A person inside a financial maze made out of hedges.
iStock.com / Cafillu

A court has struck down the U.S. Securities and Exchange Commission’s (SEC) proposed new rules that sought to step up oversight of hedge funds and other private funds.

The U.S. Court of Appeals for the Fifth Circuit vacated the SEC’s proposed rule, which was adopted last August in a 3-2 decision.

That rule sought to enhance regulation of private fund advisers, and to guard against fraud or manipulation by those firms, ostensibly to protect small investors that are exposed to private fund advisers through their pension funds and other vehicles that may invest in hedge funds and other private funds.

“The need for oversight, according to the commission, stems from investor protection risks and harms, such as the lack of transparency, conflicts of interest, and lack of governance mechanisms,” the court noted in its decision.

However, the rule was challenged by a collection of trade groups — including the Alternative Investment Management Association (AIMA), the Managed Funds Association, and the National Venture Capital Association — which argued the SEC exceeded its authority by seeking to sharply step up oversight of private funds.

The commission argued the Dodd-Frank Act, which was developed in response to the global financial crisis, expanded its rulemaking authority to cover private fund advisers and investors.

The court disagreed, ruling that U.S. lawmakers have specifically exempted private funds from the kind of prescriptive oversight deemed necessary in the public markets, and that Dodd-Frank didn’t erase that distinction.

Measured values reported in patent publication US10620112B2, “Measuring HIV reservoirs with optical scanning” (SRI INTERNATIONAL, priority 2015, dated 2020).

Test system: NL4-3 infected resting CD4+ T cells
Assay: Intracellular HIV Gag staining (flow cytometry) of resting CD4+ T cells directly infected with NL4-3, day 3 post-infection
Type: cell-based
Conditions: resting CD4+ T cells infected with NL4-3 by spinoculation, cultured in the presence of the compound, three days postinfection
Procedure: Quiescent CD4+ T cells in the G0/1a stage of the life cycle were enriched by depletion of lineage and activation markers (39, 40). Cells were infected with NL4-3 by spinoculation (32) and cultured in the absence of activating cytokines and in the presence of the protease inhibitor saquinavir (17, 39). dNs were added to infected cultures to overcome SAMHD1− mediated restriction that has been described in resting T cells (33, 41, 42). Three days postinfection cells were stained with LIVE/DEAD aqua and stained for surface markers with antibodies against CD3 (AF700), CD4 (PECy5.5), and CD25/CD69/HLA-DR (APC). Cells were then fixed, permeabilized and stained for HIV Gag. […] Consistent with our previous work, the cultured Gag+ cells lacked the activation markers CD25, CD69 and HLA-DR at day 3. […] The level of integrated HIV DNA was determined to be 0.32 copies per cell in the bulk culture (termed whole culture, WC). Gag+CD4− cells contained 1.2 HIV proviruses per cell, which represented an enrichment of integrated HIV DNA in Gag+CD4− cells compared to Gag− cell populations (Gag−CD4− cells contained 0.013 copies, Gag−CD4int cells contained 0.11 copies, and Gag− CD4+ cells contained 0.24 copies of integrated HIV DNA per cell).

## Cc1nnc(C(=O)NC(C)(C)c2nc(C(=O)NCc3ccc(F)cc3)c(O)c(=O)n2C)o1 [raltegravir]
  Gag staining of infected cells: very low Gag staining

“By congressional design, private funds are exempt from federal regulation of their internal ‘governance structure’,” the court said. It added that, unlike retail-focused funds, private funds are free to negotiate their fees, redemption terms and financial reporting.

“The Dodd-Frank Act only stepped towards regulating the relationship between the advisers and the private funds they advise,” the court said, in concluding that the SEC exceeded its authority.

The court also rejected the SEC’s argument that its authority to regulate against fraud gave it the scope to create the new rule, saying the SEC conflated a “lack of disclosure” with “fraud.”

The court vacated the rule entirely.

“We are very pleased by the court’s ruling, which will spare the private funds industry and investors a lot of unnecessary costs and disruption, as a result of the U.S. SEC’s unlawful action,” said AIMA CEO Jack Inglis.

Inglis added that the ruling, “rewards our decision to file suit, which was taken to protect the interests of our members against regulatory overreach and improper rulemaking by the U.S. SEC that would have had severe and adverse impacts on a wide variety of market participants.”